Interestingly, not only did scientists successfully transmit single-photon qubits over hundreds of miles for the first time ever, but they managed to do it for six input states, and ‘demonstrate that the quantum teleportation is universal.’
Physicists from China and Austria have conducted the first intercontinental teleportation of particles through the Mozi quantum communications satellite and made a conference call impossible to hack, the Chinese Academy of Sciences press service reported.
“One year after the launch of Mozi, we have succeeded in taking three main steps towards the ‘quantum Internet,'” Chinese scientists said.
Physicists claimed to have transferred quantum keys from the satellite to Earth at a distance of 1,200 kilometers, connecting two different points on the surface of the planet at a similar distance, as well as carrying out the first orbital quantum teleportation experiments.
“Thanks to this we have improved the quality of communication 20 times compared to fiber optic systems,” added the scientists.
Modern quantum technologies are based on the phenomenon of quantum entanglement. This phenomenon, in particular, plays an important role in protected quantum communication systems, which completely exclude the possibility of espionage due to the fact that the laws of quantum mechanics prohibit the ‘cloning’ of the state of light particles.
Quantum entanglement is a property predicted in 1935 by Einstein, Podolsky, and Rosen in their formulation of the so-called EPR paradox.
Entanglement is a quantum phenomenon, with no classical equivalent, in which the quantum states of two or more objects must be described by a unique state involving all the objects of the system, even when the objects are spatially separated. This leads to correlations between observable physical properties.
The entanglement is the basis of technologies in a development phase, such as quantum computing, or quantum cryptography, and has been used in quantum teleportation experiments.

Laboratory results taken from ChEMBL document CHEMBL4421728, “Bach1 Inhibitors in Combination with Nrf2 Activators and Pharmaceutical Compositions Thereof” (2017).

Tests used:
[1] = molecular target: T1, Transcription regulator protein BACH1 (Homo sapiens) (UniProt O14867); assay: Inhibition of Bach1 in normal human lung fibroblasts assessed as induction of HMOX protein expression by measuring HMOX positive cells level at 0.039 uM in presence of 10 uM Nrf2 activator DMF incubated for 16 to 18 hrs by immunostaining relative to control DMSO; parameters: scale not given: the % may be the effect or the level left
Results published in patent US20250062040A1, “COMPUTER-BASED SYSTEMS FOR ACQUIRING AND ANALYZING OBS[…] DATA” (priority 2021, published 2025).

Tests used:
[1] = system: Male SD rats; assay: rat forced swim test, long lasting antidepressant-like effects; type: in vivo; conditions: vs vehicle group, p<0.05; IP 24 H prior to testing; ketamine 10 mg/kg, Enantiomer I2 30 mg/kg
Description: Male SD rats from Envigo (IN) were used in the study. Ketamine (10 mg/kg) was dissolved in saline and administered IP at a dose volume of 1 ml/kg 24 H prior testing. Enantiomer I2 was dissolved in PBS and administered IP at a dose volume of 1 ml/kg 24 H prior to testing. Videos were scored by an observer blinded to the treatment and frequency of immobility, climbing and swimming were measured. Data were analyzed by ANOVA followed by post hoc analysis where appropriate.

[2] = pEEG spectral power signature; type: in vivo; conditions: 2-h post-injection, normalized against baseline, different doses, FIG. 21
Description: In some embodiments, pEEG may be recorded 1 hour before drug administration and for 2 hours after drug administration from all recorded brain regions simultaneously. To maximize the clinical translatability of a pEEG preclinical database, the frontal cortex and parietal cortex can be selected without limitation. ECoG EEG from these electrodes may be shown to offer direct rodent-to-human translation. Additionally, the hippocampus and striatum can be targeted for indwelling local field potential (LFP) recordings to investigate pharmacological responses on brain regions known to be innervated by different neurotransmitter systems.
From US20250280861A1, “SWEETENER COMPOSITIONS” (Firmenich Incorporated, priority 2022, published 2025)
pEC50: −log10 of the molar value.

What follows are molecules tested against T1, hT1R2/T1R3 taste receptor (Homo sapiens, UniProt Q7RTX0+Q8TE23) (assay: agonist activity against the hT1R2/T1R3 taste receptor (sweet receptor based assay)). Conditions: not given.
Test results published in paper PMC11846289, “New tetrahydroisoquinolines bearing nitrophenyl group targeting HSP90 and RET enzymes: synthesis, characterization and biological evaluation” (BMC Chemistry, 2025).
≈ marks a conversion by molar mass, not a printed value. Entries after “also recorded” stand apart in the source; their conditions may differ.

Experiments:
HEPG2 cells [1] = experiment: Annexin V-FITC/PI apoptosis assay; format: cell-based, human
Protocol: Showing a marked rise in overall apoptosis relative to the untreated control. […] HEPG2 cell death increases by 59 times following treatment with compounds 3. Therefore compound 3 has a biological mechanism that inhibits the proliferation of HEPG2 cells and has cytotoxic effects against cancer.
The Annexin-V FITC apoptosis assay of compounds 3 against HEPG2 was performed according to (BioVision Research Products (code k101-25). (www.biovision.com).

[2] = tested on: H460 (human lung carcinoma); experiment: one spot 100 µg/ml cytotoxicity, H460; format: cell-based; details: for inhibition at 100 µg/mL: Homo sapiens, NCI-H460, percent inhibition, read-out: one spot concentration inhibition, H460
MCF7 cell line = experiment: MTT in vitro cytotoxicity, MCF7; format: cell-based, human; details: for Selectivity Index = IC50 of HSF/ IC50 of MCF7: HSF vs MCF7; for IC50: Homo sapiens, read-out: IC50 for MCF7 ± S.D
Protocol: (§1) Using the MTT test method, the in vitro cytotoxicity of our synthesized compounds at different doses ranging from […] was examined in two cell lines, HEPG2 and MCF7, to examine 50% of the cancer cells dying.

According to the press service of the Chinese Academy of Sciences, the Mozi was first used for practical purposes.
Chunli Bai, president of the Chinese Academy, and Anton Zeilinger, director of the Austrian Academy of Sciences, held the first session of an intercontinental quantum video conference, protected from ‘hacking’ by means of keys transmitted by satellite.
In order to carry out this experiment, Chinese scientists combined the satellite channels of quantum communication with the existing terrestrial quantum network that connects Beijing, Shanghai and several other Chinese cities.
A similar network was built between Vienna and the city of Graz, where there are quantum cosmic communication stations.
“Private and secure communications are fundamental human needs,” the statement read.
“In particular, with the exponential growth of Internet use and e-commerce, it is of paramount importance to establish a secure network with global protection of data.”
“Traditional public key cryptography usual relies on the perceived computational intractability of certain mathematical functions.”
“In contrast, quantum key distribution (QKD) uses individual light quanta (single photon) in quantum superposition states to guarantee unconditional security between distant parties.”
These networks and the Mozi helped to establish a connection between Beijing and Vienna, where the heads of the Academies work.
The Chinese press service added that Chinese scientists are planning to conduct similar experiments with the participation of colleagues from Russia, Singapore, Italy, and Germany.
Featured image by PAN Jianwei’s team